Valencius points out that settlers and their back-home counterparts took for granted the “seasoning process” by which settlers to Missouri and Arkansas inevitably became sick with fevers, ague, tremors, and bilious discharges. If they survived, they could either recover their health or, more frequently, live with recurring bouts of physical strain either from the presence of disease or the effects of disease. Either way, once “seasoned” they could make their land healthier, more fertile or more productive, which, in turn, made them the same.

While Americans today rarely deal with yellow or dengue fever, malaria or dysentery from unsanitary water, these were facts of life for Missouri and Arkansas settlers. But in the early- to mid-nineteenth century no one yet understood that organisms caused these illnesses. Rather, miasmas, fogs, algae-covered waters, winds and even certain plants pointed toward the propensity of the land to cause disease or to produce goods.

Balances or imbalances of humors (blood, yellow and black bile, and phlegm) caused health or disease much in the way that air, water, earth and fire worked together to produce a healthy or unhealthy landscape. Settlers knew from personal or local experience, and from cultural and social memories that water, air and land held a number of potentials for both health and disease, and they used this knowledge to navigate both their land and their lives.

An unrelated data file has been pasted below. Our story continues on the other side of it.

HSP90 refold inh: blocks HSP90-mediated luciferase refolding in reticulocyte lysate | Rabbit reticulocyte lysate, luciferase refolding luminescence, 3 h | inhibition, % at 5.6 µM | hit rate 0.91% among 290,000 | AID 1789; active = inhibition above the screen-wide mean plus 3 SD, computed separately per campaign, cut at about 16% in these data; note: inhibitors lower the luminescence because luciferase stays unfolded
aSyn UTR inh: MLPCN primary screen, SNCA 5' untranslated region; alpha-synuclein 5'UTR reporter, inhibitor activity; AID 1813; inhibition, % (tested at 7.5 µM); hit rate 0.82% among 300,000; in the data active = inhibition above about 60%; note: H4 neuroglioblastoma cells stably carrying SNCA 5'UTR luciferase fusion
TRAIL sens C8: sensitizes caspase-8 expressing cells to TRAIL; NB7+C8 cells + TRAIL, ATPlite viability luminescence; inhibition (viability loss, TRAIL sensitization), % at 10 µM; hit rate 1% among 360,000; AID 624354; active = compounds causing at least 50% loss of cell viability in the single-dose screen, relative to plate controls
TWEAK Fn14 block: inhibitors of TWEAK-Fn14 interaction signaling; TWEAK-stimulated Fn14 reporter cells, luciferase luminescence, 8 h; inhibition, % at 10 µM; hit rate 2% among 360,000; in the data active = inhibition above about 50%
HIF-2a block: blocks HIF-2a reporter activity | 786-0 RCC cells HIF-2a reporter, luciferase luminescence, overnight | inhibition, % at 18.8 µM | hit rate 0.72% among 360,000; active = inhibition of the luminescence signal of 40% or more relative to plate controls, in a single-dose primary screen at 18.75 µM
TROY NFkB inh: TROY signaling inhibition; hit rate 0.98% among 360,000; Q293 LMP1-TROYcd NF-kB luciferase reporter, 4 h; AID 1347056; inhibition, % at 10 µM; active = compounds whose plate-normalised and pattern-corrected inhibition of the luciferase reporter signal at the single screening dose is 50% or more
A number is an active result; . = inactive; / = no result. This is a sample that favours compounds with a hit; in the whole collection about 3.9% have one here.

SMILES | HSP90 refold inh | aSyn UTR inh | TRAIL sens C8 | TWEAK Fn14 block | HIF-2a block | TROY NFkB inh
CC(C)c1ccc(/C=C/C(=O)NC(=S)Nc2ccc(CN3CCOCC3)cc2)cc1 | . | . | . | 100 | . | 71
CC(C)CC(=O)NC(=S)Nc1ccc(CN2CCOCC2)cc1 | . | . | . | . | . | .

Disease influenced the way settlers interacted with the land. It shaped settlement patterns, created myth and fiction about both land and the human body, and it moved into the cultural and scientific realm with theory and practice of medicine.

But most importantly, Valencius shows, disease and the ease or difficulty of dealing with and changing the land, climate and topography shaped the ways humans thought of themselves. Valencius points out that explanations for disease were hard to come by, but most often pointed to character, personal morality or race.

For instance, personal immunities had little to do with the ways white settlers viewed either the survival of slaves or whites. Nineteenth century white Missourians and Arkansans believed blacks could do heavier work than whites, and could work harder and better than whites in swampy and hot conditions. Whites keeping their health under the same conditions were considered “niggrafied” — less white and farther down the social scale. These interpretations of health became teleological justifications for black slavery and social hierarchy.

Health of the Country started in 1988 as Valencius’ senior project in history at Harvard and it shows the polish and readability of a long-considered work. Its analyses are truly interdisciplinary. She interprets a wide range of sources in light of economic, social and cultural history, history of science and of medicine, as well as, linguistic close textual analyses and anthropological thick description.

If Valencius fails, it is with repeating points with different texts and analyses. But even here, each fact reveals much about Missouri and Arkansas, not merely views of human and environmental change from afar, but from within.

Patrick Dobson is a Kansas City-based writer and Ph.D. candidate in history. He can be contacted at